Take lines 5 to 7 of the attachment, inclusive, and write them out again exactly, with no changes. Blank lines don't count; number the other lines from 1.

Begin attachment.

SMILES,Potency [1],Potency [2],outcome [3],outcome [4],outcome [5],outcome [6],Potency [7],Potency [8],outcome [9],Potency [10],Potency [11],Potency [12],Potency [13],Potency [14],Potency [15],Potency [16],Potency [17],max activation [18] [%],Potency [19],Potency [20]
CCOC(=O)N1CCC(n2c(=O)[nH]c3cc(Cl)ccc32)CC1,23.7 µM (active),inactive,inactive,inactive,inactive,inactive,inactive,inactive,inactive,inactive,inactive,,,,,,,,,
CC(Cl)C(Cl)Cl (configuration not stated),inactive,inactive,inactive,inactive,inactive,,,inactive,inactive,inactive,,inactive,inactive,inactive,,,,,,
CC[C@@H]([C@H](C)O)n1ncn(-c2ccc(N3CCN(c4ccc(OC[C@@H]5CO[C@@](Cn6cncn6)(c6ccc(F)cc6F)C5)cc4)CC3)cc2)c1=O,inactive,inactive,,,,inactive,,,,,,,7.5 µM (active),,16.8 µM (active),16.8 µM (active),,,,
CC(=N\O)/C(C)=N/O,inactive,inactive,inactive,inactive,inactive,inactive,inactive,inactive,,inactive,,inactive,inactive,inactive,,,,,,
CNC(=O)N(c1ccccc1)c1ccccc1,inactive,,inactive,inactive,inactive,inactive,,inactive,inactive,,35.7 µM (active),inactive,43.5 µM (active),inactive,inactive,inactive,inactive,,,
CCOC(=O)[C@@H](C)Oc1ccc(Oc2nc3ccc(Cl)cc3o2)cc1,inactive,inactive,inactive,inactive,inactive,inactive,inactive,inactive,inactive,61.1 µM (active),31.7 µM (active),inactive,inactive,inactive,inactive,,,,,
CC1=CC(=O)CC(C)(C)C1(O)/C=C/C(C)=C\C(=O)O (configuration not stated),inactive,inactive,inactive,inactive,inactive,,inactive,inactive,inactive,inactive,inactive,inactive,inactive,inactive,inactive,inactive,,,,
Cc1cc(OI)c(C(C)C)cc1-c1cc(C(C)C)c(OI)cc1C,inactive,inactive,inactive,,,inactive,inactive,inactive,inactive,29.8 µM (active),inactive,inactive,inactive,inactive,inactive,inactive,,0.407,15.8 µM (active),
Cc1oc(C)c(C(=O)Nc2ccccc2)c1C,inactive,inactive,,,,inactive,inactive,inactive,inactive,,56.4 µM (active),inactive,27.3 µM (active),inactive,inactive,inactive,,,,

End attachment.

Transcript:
CC(=N\O)/C(C)=N/O,inactive,inactive,inactive,inactive,inactive,inactive,inactive,inactive,,inactive,,inactive,inactive,inactive,,,,,,
CNC(=O)N(c1ccccc1)c1ccccc1,inactive,,inactive,inactive,inactive,inactive,,inactive,inactive,,35.7 µM (active),inactive,43.5 µM (active),inactive,inactive,inactive,inactive,,,
CCOC(=O)[C@@H](C)Oc1ccc(Oc2nc3ccc(Cl)cc3o2)cc1,inactive,inactive,inactive,inactive,inactive,inactive,inactive,inactive,inactive,61.1 µM (active),31.7 µM (active),inactive,inactive,inactive,inactive,,,,,